Mental illness and drug abuse often go hand in hand, as each issue may exacerbate the other. The American Psychological Association (APA) estimates that six out of every 10 individuals battling a drug use disorder also suffer from some form of mental illness. These two conditions together – substance abuse and a mental health issue – are referred to as co-occurring disorders. Generally, a combination of medication and therapy is necessary to treat a dual diagnosis.
There are several medications approved by the U.S. Food and Drug Administration (FDA) to treat addiction to specific substances. These medications may be used during treatment and recovery to combat cravings, reduce withdrawal symptoms, and prevent relapse.
For example, methadone has been available to individuals battling opioid addiction to help individuals wean off heroin and prescription painkillers for a number of years. Methadone is a long-acting opioid agonist that is prescribed once a day in a liquid, wafer, or pill form through federally regulated clinics as a part of medication-assisted treatment (MAT), SAMHSA reports.
In 2002, the FDA approved the use of buprenorphine products, such as Subutex and Suboxone, to be prescribed on an outpatient basis for the treatment of opioid addiction, the Drug Enforcement Administration (DEA) publishes. These products can be prescribed by a doctor and picked up at a local pharmacy, potentially making access easier for individuals in outpatient treatment programs.
Buprenorphine is an alternative to methadone and also a long-acting opioid agonist; however, it may have a plateau effect when taken at high doses, helping to diffuse its abuse potential. In the case of Suboxone and Zubsolv, buprenorphine is combined with naloxone, which is an opioid antagonist, and blocks receptor sites in the brain. When someone attempts to inject or use these products in a way other than intended, the naloxone takes effect and withdrawal may be precipitated, making them great tools in helping to prevent relapse. Other antagonist drugs like naltrexone may also be used during addiction treatment and recovery.
Traditional and Alternative Outpatient Addiction Treatment Methods
Virtually all addiction treatment will include therapeutic methods. Behavioral therapies, like Cognitive Behavioral Therapy (CBT) and Motivational Interviewing (MI), are commonly used, and these therapies often include education and life skills training sessions as part of the overall program. In CBT, individuals are taught new ways to manage anger and stress, and discover underlying triggers and how to cope with them. Negative thoughts and emotions are modified and in turn behaviors are improved. MI helps a person to find the inner drive and motivation to desire change for the better without pressure or confrontational methods.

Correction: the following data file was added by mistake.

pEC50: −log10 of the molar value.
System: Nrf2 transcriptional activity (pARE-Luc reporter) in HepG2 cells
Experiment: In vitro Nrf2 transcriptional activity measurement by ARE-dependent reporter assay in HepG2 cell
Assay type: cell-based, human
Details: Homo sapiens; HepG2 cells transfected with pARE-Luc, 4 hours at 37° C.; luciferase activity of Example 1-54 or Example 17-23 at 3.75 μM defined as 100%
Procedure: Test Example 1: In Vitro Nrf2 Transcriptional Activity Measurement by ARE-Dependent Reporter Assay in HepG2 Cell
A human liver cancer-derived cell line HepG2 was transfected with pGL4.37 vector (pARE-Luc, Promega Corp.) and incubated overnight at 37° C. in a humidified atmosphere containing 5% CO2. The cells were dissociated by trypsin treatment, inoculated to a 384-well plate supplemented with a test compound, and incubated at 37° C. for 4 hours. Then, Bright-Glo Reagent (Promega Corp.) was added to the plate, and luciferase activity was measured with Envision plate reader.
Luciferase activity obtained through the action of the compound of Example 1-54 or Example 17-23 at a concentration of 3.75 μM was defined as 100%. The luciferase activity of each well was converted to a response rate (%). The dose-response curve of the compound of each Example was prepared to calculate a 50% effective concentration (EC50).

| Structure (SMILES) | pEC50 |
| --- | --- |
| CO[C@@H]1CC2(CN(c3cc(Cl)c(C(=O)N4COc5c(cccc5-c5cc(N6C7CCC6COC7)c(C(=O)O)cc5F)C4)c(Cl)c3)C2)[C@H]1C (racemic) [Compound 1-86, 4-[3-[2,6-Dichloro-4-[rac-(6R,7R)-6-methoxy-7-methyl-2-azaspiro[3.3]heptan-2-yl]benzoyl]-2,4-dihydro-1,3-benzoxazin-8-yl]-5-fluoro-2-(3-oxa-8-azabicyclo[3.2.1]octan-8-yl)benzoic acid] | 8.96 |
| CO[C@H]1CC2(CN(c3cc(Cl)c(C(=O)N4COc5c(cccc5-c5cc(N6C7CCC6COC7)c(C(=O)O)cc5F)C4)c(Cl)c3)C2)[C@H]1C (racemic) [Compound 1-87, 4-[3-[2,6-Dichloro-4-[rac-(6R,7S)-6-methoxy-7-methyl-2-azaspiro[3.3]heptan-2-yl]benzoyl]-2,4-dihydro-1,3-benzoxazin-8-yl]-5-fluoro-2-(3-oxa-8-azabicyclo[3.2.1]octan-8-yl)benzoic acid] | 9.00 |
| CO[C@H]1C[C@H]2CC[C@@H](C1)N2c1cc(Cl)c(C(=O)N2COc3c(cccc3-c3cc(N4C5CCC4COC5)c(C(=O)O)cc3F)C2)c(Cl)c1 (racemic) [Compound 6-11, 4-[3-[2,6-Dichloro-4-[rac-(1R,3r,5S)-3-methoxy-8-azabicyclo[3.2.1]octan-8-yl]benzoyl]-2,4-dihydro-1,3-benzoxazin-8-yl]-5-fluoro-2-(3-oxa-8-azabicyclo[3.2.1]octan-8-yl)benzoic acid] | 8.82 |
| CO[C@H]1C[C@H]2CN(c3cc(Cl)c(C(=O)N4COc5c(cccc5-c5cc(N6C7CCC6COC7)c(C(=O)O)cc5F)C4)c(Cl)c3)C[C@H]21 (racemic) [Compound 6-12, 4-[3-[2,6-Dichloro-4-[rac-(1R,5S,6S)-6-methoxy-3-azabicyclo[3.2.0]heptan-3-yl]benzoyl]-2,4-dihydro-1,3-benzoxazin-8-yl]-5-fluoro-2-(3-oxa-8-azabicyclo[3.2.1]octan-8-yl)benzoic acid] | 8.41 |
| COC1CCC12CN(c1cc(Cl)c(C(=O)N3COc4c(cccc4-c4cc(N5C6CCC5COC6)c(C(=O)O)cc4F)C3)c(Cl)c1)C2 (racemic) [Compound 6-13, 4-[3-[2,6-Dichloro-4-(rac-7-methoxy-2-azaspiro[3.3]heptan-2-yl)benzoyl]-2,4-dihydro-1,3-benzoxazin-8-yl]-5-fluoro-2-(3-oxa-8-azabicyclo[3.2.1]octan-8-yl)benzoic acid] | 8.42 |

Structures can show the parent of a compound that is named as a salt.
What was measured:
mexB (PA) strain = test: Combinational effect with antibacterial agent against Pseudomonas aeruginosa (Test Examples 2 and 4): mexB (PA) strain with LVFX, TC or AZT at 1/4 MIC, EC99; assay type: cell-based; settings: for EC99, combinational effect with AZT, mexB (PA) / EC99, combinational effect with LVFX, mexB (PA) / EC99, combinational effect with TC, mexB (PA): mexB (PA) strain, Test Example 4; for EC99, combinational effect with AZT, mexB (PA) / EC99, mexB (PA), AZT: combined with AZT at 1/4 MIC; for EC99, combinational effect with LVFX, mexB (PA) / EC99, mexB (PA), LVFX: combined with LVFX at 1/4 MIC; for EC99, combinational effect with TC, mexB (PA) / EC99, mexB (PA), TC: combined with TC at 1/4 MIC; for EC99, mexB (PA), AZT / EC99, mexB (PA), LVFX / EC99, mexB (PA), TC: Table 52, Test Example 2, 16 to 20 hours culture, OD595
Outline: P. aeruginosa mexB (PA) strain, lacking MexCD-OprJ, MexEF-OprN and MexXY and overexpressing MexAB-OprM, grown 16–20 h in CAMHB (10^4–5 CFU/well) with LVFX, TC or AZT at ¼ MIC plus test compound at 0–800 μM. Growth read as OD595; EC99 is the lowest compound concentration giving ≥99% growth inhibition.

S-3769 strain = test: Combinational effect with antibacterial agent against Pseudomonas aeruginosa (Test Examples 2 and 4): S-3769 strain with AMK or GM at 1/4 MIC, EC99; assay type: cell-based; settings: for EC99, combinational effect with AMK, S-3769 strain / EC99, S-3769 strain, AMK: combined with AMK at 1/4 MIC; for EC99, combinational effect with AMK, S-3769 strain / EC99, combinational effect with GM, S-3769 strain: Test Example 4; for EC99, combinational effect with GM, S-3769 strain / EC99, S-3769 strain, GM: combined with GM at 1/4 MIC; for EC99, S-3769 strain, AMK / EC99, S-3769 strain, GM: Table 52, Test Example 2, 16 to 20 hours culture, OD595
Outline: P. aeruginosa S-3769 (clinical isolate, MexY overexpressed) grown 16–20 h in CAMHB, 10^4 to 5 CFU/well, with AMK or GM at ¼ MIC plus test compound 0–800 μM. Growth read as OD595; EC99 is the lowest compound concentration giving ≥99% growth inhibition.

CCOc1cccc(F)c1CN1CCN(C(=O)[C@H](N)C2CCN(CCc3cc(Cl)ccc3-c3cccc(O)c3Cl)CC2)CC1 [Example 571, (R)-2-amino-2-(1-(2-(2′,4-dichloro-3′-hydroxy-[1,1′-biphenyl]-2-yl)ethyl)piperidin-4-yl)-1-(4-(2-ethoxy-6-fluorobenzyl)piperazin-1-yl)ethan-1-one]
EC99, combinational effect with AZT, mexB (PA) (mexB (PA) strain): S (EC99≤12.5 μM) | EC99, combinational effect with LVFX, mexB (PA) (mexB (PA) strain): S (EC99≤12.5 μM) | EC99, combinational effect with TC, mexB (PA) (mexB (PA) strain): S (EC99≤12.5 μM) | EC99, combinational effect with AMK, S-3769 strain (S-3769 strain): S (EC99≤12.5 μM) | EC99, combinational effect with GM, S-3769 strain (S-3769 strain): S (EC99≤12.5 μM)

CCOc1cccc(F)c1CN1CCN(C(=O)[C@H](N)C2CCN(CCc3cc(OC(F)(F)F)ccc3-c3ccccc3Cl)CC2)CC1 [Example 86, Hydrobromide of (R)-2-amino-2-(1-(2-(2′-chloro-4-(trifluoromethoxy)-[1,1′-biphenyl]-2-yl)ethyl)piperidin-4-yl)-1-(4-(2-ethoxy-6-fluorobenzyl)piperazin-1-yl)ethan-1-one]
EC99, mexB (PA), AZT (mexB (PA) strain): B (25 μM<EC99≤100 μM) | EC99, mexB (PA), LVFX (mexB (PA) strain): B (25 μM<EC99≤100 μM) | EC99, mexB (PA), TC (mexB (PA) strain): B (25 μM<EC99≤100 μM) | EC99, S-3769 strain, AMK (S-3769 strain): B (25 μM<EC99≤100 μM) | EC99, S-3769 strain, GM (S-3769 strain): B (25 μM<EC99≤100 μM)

During outpatient treatment, therapy and counseling sessions generally occur in both group and individual sessions. A person may attend weekly, or more frequent, sessions of both forms, lasting around an hour or so. Many outpatient programs may offer integrated co-occurring disorders treatment that involves treating professionals working together to provide support and care for both substance abuse and mental illness.
Peer support, or 12-Step, groups can provide a healthy support network and a sympathetic and safe environment for individuals to turn to when needed. These groups meet frequently, and individuals are usually paired up with a sponsor who is available to them 24 hours a day to offer support and guidance. Support groups are often an important part of recovery and help prevent relapse. Family counseling, education, and support are also vital during outpatient rehab, as the family and loved ones may know best when a person needs extra guidance. Family members can also help ensure that all meetings and sessions are attended and that medications are being taken as prescribed.
Holistic, or alternative, methods can be beneficial in recreating a healthy balance between the mind and body. Nutritional planning, fitness training, massage therapy, acupuncture, yoga, meditation, art or music therapy, and chiropractic care may all be beneficial during outpatient rehab, as they all can enhance a person’s overall wellbeing. NIDA reports that outpatient services may be able to provide many of the same services as residential treatment and may be a viable option for individuals with families and careers that need to be attended to during rehab. Outpatient treatment can provide families a more flexible alternative for rehab, and the resulting recovery can be just as successful for many individuals.